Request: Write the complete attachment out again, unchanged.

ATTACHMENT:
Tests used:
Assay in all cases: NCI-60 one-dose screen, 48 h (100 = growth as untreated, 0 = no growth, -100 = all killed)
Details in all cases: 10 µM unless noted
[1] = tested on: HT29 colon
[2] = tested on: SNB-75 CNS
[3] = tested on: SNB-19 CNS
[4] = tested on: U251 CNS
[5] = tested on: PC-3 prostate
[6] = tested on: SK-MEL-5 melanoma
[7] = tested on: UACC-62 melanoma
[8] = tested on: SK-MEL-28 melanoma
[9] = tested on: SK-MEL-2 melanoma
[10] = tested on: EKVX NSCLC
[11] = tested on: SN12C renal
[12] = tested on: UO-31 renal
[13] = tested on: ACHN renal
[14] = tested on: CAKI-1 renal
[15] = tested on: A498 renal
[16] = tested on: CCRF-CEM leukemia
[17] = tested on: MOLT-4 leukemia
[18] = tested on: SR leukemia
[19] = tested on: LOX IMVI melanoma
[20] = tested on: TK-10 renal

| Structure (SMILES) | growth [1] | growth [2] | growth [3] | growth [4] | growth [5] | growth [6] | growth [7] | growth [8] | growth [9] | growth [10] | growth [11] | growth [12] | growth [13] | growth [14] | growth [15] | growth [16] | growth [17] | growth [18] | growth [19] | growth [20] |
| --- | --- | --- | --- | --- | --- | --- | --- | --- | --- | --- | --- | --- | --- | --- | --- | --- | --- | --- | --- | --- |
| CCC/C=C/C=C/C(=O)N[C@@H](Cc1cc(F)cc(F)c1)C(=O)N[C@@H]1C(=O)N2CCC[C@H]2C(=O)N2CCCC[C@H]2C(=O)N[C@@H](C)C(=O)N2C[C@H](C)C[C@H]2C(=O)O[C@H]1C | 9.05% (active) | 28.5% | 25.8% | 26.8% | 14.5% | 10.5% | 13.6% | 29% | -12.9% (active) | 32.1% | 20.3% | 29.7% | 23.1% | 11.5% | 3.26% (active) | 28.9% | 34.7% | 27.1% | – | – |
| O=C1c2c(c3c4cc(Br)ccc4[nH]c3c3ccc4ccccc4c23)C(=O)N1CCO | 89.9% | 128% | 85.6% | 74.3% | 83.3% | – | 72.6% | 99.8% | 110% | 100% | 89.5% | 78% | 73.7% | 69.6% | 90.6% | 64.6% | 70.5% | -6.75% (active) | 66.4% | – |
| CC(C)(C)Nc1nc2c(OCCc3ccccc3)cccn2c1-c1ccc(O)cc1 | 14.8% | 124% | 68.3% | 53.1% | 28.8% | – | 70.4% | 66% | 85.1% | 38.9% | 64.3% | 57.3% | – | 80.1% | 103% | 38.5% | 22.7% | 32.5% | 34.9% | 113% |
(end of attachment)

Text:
Tests used:
Assay in all cases: NCI-60 one-dose screen, 48 h (100 = growth as untreated, 0 = no growth, -100 = all killed)
Details in all cases: 10 µM unless noted
[1] = tested on: HT29 colon
[2] = tested on: SNB-75 CNS
[3] = tested on: SNB-19 CNS
[4] = tested on: U251 CNS
[5] = tested on: PC-3 prostate
[6] = tested on: SK-MEL-5 melanoma
[7] = tested on: UACC-62 melanoma
[8] = tested on: SK-MEL-28 melanoma
[9] = tested on: SK-MEL-2 melanoma
[10] = tested on: EKVX NSCLC
[11] = tested on: SN12C renal
[12] = tested on: UO-31 renal
[13] = tested on: ACHN renal
[14] = tested on: CAKI-1 renal
[15] = tested on: A498 renal
[16] = tested on: CCRF-CEM leukemia
[17] = tested on: MOLT-4 leukemia
[18] = tested on: SR leukemia
[19] = tested on: LOX IMVI melanoma
[20] = tested on: TK-10 renal

| Structure (SMILES) | growth [1] | growth [2] | growth [3] | growth [4] | growth [5] | growth [6] | growth [7] | growth [8] | growth [9] | growth [10] | growth [11] | growth [12] | growth [13] | growth [14] | growth [15] | growth [16] | growth [17] | growth [18] | growth [19] | growth [20] |
| --- | --- | --- | --- | --- | --- | --- | --- | --- | --- | --- | --- | --- | --- | --- | --- | --- | --- | --- | --- | --- |
| CCC/C=C/C=C/C(=O)N[C@@H](Cc1cc(F)cc(F)c1)C(=O)N[C@@H]1C(=O)N2CCC[C@H]2C(=O)N2CCCC[C@H]2C(=O)N[C@@H](C)C(=O)N2C[C@H](C)C[C@H]2C(=O)O[C@H]1C | 9.05% (active) | 28.5% | 25.8% | 26.8% | 14.5% | 10.5% | 13.6% | 29% | -12.9% (active) | 32.1% | 20.3% | 29.7% | 23.1% | 11.5% | 3.26% (active) | 28.9% | 34.7% | 27.1% | – | – |
| O=C1c2c(c3c4cc(Br)ccc4[nH]c3c3ccc4ccccc4c23)C(=O)N1CCO | 89.9% | 128% | 85.6% | 74.3% | 83.3% | – | 72.6% | 99.8% | 110% | 100% | 89.5% | 78% | 73.7% | 69.6% | 90.6% | 64.6% | 70.5% | -6.75% (active) | 66.4% | – |
| CC(C)(C)Nc1nc2c(OCCc3ccccc3)cccn2c1-c1ccc(O)cc1 | 14.8% | 124% | 68.3% | 53.1% | 28.8% | – | 70.4% | 66% | 85.1% | 38.9% | 64.3% | 57.3% | – | 80.1% | 103% | 38.5% | 22.7% | 32.5% | 34.9% | 113% |